One side argues that the 18-unit high-density development will wreck the Placitas West neighborhood’s rural charm, while the other holds that it will allow aging residents to continue to live in their community.
Placitas Sage Cohousing is seeking a zone map amendment that would allow the development to be built on 6.18 acres in Placitas West. In addition to the one- and two-bedroom attached homes, the proposed development incudes a community center, religious space and a gallery.
The development would be located within the West Placitas Community District, which Sandoval County spokesman Sidney Hill said is zoned for rural residential single-family homes. Sage Cohousing is asking that the property be amended to a master planned zone district.
“What that means is that all the details of this community have to be spelled out in a master plan,” Hill said.
Placitas residents have flooded the county with letters both opposing and in favor of the community.
Those in opposition mainly express concern over the impact on the village’s character, along with worries about water use, septic systems, roads and the landscape.
“Over the past five decades, people have been attracted to, committed to and invested in West Placitas properties because of the low-density housing requirements and because of the non-urban lifestyle,” Denise Wallen wrote in a letter posted on the county website.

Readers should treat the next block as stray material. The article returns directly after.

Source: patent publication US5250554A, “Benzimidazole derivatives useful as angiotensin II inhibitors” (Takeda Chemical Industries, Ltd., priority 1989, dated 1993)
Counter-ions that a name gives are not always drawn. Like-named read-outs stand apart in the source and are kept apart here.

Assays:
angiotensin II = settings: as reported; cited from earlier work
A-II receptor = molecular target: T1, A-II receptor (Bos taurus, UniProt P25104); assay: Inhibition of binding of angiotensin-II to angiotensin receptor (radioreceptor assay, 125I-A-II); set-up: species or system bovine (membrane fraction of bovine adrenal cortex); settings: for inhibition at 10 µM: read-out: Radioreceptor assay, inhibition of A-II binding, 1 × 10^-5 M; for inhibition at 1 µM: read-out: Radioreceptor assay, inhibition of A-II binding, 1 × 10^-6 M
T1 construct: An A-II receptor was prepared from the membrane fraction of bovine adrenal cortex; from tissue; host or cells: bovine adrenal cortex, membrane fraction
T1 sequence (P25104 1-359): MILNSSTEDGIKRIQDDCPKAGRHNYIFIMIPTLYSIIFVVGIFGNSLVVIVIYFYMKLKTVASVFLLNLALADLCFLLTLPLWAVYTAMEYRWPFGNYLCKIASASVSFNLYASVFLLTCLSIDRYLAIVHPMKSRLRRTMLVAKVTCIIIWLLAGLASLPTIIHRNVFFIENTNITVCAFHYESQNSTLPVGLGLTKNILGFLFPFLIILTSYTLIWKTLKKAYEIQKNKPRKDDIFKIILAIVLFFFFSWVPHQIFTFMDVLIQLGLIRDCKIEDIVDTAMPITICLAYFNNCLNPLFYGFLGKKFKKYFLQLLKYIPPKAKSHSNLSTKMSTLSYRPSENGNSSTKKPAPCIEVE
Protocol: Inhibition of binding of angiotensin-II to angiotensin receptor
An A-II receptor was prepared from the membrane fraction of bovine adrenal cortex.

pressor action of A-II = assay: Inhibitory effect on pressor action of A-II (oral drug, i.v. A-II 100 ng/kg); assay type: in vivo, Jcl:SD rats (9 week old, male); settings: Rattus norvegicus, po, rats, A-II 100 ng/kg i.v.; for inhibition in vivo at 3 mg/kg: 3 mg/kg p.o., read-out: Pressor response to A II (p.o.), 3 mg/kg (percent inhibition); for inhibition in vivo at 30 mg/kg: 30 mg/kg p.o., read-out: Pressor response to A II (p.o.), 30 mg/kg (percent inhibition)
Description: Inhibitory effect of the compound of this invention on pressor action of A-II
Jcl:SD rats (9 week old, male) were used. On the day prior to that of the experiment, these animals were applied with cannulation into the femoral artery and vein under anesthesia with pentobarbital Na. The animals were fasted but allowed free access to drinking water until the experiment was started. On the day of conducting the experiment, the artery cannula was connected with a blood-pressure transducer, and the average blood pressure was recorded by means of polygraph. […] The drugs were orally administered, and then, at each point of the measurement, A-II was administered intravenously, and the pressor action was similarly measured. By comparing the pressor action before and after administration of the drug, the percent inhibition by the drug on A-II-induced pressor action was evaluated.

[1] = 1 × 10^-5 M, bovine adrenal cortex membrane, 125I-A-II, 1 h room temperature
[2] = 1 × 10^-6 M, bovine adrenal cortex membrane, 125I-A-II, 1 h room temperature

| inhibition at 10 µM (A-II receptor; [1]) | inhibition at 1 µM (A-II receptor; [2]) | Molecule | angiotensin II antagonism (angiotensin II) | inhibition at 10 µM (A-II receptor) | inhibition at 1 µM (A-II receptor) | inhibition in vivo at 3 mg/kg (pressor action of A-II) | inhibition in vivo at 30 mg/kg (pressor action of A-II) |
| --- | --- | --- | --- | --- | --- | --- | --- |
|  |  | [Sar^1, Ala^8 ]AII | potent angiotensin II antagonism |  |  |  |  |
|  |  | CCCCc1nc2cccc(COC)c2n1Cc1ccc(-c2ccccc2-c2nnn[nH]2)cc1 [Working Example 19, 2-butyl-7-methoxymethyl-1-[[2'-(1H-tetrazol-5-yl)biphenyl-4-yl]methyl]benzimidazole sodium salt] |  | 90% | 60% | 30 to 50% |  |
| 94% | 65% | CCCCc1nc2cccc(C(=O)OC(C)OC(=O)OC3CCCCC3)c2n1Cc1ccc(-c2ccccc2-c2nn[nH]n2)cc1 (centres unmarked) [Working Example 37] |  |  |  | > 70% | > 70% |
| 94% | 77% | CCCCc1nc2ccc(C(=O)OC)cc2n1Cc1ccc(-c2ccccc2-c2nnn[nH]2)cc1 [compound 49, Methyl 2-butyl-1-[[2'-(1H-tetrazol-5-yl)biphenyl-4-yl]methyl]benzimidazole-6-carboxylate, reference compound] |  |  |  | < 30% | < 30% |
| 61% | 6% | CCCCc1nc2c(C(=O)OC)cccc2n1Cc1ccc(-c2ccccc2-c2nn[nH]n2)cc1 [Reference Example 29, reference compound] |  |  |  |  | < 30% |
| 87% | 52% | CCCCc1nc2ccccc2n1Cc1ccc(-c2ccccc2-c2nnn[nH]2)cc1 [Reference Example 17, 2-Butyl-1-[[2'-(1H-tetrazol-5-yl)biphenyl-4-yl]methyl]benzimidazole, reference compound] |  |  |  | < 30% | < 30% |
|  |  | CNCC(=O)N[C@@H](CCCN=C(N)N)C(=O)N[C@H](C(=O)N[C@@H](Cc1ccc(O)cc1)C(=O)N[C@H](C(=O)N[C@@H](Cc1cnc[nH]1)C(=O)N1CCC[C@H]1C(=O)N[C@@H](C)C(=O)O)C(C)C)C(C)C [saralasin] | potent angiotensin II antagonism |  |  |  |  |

Janice Casby-Stearns said in her letter that she lives in Placitas West, and is worried about Sage’s potential impact on wildlife, the water table and light pollution. She also said that the small, unmaintained roads in the area may not be able to support construction equipment.
“(The roads) are basically not even wide enough for two small cars to pass each other,” Casby-Stearns wrote. She explained that she’s not opposed to a cohousing development near her, but believes only six homes should be built on 6 acres.
A letter signed by Tom Coulter argues that the “ill-conceived, ill-posed” development would “permanently and irreversibly change our lifestyle,” while setting a “dangerous precedent.”
Those who support the variance say that the development will allow aging Placitas residents who are no longer able to manage a large home to continue to live in the community where they’ve built their lives and formed bonds.
Joan Fenicle wrote that the opposition was a typical Placitas “not in my neighborhood” reaction.
“Why should people who love Placitas and have spent many productive years of their lives here have to leave just because they get old?” Fenicle wrote.
She wrote that she spent “two long years” on the Placitas Master Plan and didn’t agree that the development would detract from “what we love and want to preserve about Placitas.”
Lilith Ren, who lives nearby, wrote in support of the development. She asked that it not be the first of many high-density developments and suggested that the county improve nearby roads to accommodate additional traffic.
She wrote that many existing homes “along with their adjunct studios, casitas, sub rosa rental units, garages, storage units and assorted RVs” look more cluttered than the proposed development would.
A public hearing on the request before the Planning and Zoning Commission is scheduled for July 27.